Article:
"The outside temperature is thirty-eight degrees," intones the British Airways pilot, as the plane descends into Delhi's International Airport. Thirty-eight degrees at almost midnight? What will it be like in the heat of the noonday sun? I am about to be thrown into five hectic days of election fever, broadcasting from a specially-built studio on the roof of the BBC's Delhi office. Hope the aircon copes. Outside the airport, I'm distracted by several pairs of legs sashaying past in shorts, one pair even in a mini-skirt. Legs on display in Delhi! Things must have changed a lot since my last trip, seven years ago to cover India's 50th anniversary of Independence.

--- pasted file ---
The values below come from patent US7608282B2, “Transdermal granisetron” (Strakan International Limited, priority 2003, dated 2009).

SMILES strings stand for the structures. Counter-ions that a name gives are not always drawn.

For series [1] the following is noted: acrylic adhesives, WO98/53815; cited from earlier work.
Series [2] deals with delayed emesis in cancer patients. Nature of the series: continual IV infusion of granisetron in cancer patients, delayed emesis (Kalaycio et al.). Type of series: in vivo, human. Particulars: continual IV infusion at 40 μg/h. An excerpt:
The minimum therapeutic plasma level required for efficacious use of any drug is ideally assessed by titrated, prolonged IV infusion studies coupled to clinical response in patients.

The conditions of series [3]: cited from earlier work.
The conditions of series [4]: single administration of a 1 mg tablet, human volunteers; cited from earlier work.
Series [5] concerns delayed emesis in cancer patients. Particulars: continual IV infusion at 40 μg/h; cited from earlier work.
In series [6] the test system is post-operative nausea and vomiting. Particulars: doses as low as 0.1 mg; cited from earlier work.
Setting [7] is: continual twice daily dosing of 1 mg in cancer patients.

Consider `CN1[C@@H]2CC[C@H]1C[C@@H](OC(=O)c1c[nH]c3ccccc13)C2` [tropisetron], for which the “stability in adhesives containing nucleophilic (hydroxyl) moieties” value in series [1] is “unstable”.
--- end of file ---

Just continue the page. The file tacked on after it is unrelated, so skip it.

D-day minus one, loads of press interviews lined up, back-to-back. Thankfully, most of the questions are work-related. Why is the bbc sending in a special team to cover the elections? (Because, as the world's biggest democracy votes, our international audience want to follow every twist and turn of the story.) How do I feel about being back in India doing a big story? (Thrilled, hope my Indian background will make a difference when things get complicated.) What do I think will be the result? (Don't want to hazard a guess.) What's the toughest story I've done? (Live coverage of 9/11 attacks; the first couple of hours fell right in the middle of my shift.) The only question that has me stumped is, "What are your strengths?" Funnily, the obvious follow-up question—"What are your weaknesses?"—never comes.